New Year’s resolutions. We love to love hating them. And yet each year, once the Christmas dust has settled, we begin to ponder on just how many of them we can make and subsequently break. Because the essence of a good new year’s resolution appears to be its inherent lack of achievability. Authors are no different. So, what exactly might a set of halfway relevant resolutions look like for the average author? Here’s my take…
Procrastinate in a more efficient manner.
Procrastination and being an author go hand in hand. Every author I know goes through phases when literally anything is preferable to opening up the laptop and staring at that giant unblinking eye. Anything. Reading the backs of toilet products whilst sitting on the pot. Watching endless reruns of Big Brother. Poking your eyes out with a spoon. There is another school of thought, however, that suggests that these bouts of vegetative nothingness are essential to the creative process. Leaving the field fallow and all that. The trick is to find a way to scrape yourself out of that protracted brain slump and get back on the horse. In 2019, resolve to ‘make procrastination great again.’
Stop being such a dick at networking events.
We all know that writer. You know the one. Turns up for an author social armed to the teeth with beautifully embossed visiting cards – book jacket on one side, meta-funny mankini author pic on the other – and proceeds to ‘work the room’. Barging into the middle of conversations, interrupting, talking over, and generally making themselves as welcome as a bout of gonorrhoea. All to tell you what they’ve written, what they are doing, and how they’d love to connect with you. A quick clammy handshake, a blast of beery breath in the face, and they’re off to accost the next hapless victim. There is nothing wrong with socialising and telling people about what you do as an author. But you are not auditioning for ‘How To Win Friends And Influence People, The Movie’. It’s light touch. In 2019, resolve to be natural. To be yourself. (Unless yourself is the dick described above.)
Be more understanding of your agent, editor and publicist’s constraints.
Authors are needy people. The world always revolves around them. How many times have I heard the refrain that my agent/editor/publicist doesn’t love me, doesn’t cuddle me enough, is spending all their time with that big knob with the la-di-dah multiple bestsellers. It’s time to get real. Agents, editors and publicists are human (most of them). They have only so many hours in the day and they have to operate a process of triage to get the best out of their time. Some authors need more handholding, some less. Some a cup of tea and a shoulder to cry on. Some need a club to the head. In 2019, resolve to think more kindly of this holy trinity.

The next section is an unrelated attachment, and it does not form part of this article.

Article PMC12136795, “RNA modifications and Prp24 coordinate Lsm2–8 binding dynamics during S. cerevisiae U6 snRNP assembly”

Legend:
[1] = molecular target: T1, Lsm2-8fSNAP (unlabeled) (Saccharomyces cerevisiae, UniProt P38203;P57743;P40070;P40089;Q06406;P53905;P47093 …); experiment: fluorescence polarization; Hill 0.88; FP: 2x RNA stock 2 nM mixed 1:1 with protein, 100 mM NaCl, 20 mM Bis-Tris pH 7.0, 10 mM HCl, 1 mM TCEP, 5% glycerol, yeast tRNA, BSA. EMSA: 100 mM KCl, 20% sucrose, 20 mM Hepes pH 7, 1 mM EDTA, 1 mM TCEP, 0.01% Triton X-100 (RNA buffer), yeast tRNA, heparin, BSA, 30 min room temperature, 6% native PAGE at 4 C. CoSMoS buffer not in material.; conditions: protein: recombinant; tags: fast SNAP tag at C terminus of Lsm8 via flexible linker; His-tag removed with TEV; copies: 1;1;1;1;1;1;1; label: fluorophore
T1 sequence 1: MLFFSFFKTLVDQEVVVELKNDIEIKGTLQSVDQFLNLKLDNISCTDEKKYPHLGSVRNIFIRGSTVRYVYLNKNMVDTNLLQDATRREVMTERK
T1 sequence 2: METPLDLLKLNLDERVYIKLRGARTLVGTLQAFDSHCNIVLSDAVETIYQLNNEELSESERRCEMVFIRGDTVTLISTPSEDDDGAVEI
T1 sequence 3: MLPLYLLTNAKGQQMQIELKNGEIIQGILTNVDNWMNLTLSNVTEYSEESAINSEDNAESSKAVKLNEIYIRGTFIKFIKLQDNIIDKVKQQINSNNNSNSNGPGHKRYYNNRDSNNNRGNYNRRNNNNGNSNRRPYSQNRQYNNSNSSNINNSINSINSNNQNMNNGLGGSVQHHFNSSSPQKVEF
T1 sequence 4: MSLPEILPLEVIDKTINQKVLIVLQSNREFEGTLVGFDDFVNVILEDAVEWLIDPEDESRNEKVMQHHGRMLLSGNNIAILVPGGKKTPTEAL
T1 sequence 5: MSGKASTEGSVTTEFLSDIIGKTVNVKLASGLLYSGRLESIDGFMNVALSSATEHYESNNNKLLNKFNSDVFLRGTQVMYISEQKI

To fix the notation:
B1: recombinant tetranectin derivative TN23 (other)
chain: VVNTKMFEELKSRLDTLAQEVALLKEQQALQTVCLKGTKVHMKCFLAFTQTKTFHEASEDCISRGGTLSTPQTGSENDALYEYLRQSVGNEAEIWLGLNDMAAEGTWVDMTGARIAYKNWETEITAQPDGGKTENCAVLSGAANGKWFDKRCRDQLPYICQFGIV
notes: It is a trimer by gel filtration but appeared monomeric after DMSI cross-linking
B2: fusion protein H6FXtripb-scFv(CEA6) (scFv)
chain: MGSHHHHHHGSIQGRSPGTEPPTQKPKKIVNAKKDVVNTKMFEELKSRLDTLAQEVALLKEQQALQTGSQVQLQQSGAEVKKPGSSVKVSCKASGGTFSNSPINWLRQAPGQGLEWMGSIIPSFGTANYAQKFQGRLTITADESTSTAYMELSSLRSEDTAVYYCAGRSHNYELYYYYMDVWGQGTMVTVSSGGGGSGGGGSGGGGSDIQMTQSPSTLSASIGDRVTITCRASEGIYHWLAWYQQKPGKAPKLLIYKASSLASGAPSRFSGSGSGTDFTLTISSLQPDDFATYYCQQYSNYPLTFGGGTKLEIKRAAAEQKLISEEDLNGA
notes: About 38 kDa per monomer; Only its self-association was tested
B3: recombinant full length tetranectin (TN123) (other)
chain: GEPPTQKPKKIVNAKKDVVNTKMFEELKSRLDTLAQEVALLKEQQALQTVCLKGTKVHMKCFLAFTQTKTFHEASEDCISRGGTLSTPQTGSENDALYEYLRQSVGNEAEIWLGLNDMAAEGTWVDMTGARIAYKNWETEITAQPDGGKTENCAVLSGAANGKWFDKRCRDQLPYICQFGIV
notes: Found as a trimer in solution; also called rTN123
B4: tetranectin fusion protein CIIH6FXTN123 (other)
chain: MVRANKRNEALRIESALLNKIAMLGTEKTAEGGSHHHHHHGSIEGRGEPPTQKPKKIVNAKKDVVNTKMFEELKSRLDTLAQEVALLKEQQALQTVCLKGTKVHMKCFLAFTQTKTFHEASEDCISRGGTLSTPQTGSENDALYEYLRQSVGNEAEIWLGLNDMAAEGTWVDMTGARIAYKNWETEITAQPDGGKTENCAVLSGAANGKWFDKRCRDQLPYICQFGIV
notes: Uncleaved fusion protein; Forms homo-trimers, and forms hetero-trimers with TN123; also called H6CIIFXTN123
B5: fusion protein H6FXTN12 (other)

Spend less time on social media.
With everyone telling you that an author MUST be out there whoring themselves day and night on the twit-face-blog-o-sphere, it soon becomes an addiction. Like any crazed meth fiend you become jittery if you don’t get your fix. And once you are sucked into the matrix it’s oh so hard to pull yourself out. Click leads to click, tweet to tweet, and before you know it hours have been misspent looking at pictures of cats hilariously spooning with hedgehogs or joining in twitter rants about hip hop star battles where someone called someone else something that you don’t actually even understand. The Internet is incredible, and has changed our world. In 2019, resolve to use it a little more wisely.
Pat yourself on the back.
An author’s output matters. To someone. Somewhere. Even if only six people read your last book, you have fundamentally altered their lives. For those few brief hours they were absorbed in something you created. You rocked their world. (Hopefully.) Own it. You are a writer. Published or unpublished doesn’t matter. So toot your horn. Get out there and tell people you are an author. Buy a sandwich board if you feel like it and stick it on there in great neon letters. In 2019, resolve to be proud of your writing accomplishments, be they ever so humble.